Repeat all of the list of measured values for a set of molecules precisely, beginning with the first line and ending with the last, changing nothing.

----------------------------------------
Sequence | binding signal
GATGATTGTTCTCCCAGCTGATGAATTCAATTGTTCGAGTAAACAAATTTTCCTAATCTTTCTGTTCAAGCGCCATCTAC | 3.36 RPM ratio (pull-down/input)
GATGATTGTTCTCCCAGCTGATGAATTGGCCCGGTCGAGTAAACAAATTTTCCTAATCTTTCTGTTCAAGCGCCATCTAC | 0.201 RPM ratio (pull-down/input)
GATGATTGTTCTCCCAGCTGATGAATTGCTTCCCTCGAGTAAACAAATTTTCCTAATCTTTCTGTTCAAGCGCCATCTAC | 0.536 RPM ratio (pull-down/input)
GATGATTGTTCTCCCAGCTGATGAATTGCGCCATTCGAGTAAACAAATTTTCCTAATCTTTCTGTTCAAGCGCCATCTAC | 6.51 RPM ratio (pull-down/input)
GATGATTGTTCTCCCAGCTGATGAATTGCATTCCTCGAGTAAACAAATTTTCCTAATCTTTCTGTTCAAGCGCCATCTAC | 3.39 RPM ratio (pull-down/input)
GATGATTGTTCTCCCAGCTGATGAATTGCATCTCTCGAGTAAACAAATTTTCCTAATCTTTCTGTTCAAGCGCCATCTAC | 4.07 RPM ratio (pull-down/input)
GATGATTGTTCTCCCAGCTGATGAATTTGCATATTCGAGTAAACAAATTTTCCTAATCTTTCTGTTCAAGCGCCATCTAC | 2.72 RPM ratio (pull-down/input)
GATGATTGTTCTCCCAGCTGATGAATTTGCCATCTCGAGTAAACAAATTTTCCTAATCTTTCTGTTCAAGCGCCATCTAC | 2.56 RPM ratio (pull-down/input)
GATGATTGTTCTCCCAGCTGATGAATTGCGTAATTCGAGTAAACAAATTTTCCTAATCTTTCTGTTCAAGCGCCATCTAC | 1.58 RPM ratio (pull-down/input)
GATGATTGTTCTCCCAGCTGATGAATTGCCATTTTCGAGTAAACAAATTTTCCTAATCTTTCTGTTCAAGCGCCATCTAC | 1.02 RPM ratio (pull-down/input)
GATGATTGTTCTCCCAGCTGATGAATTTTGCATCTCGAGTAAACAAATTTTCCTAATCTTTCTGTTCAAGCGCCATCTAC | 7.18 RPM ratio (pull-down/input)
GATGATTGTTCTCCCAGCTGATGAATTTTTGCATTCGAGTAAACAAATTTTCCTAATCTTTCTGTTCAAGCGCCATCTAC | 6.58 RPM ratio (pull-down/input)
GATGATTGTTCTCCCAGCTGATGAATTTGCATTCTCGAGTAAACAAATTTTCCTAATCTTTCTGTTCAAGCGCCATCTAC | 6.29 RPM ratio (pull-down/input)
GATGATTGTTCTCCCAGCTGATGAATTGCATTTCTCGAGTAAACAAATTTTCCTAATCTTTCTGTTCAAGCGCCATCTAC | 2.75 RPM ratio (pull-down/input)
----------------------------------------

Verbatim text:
Sequence | binding signal
GATGATTGTTCTCCCAGCTGATGAATTCAATTGTTCGAGTAAACAAATTTTCCTAATCTTTCTGTTCAAGCGCCATCTAC | 3.36 RPM ratio (pull-down/input)
GATGATTGTTCTCCCAGCTGATGAATTGGCCCGGTCGAGTAAACAAATTTTCCTAATCTTTCTGTTCAAGCGCCATCTAC | 0.201 RPM ratio (pull-down/input)
GATGATTGTTCTCCCAGCTGATGAATTGCTTCCCTCGAGTAAACAAATTTTCCTAATCTTTCTGTTCAAGCGCCATCTAC | 0.536 RPM ratio (pull-down/input)
GATGATTGTTCTCCCAGCTGATGAATTGCGCCATTCGAGTAAACAAATTTTCCTAATCTTTCTGTTCAAGCGCCATCTAC | 6.51 RPM ratio (pull-down/input)
GATGATTGTTCTCCCAGCTGATGAATTGCATTCCTCGAGTAAACAAATTTTCCTAATCTTTCTGTTCAAGCGCCATCTAC | 3.39 RPM ratio (pull-down/input)
GATGATTGTTCTCCCAGCTGATGAATTGCATCTCTCGAGTAAACAAATTTTCCTAATCTTTCTGTTCAAGCGCCATCTAC | 4.07 RPM ratio (pull-down/input)
GATGATTGTTCTCCCAGCTGATGAATTTGCATATTCGAGTAAACAAATTTTCCTAATCTTTCTGTTCAAGCGCCATCTAC | 2.72 RPM ratio (pull-down/input)
GATGATTGTTCTCCCAGCTGATGAATTTGCCATCTCGAGTAAACAAATTTTCCTAATCTTTCTGTTCAAGCGCCATCTAC | 2.56 RPM ratio (pull-down/input)
GATGATTGTTCTCCCAGCTGATGAATTGCGTAATTCGAGTAAACAAATTTTCCTAATCTTTCTGTTCAAGCGCCATCTAC | 1.58 RPM ratio (pull-down/input)
GATGATTGTTCTCCCAGCTGATGAATTGCCATTTTCGAGTAAACAAATTTTCCTAATCTTTCTGTTCAAGCGCCATCTAC | 1.02 RPM ratio (pull-down/input)
GATGATTGTTCTCCCAGCTGATGAATTTTGCATCTCGAGTAAACAAATTTTCCTAATCTTTCTGTTCAAGCGCCATCTAC | 7.18 RPM ratio (pull-down/input)
GATGATTGTTCTCCCAGCTGATGAATTTTTGCATTCGAGTAAACAAATTTTCCTAATCTTTCTGTTCAAGCGCCATCTAC | 6.58 RPM ratio (pull-down/input)
GATGATTGTTCTCCCAGCTGATGAATTTGCATTCTCGAGTAAACAAATTTTCCTAATCTTTCTGTTCAAGCGCCATCTAC | 6.29 RPM ratio (pull-down/input)
GATGATTGTTCTCCCAGCTGATGAATTGCATTTCTCGAGTAAACAAATTTTCCTAATCTTTCTGTTCAAGCGCCATCTAC | 2.75 RPM ratio (pull-down/input)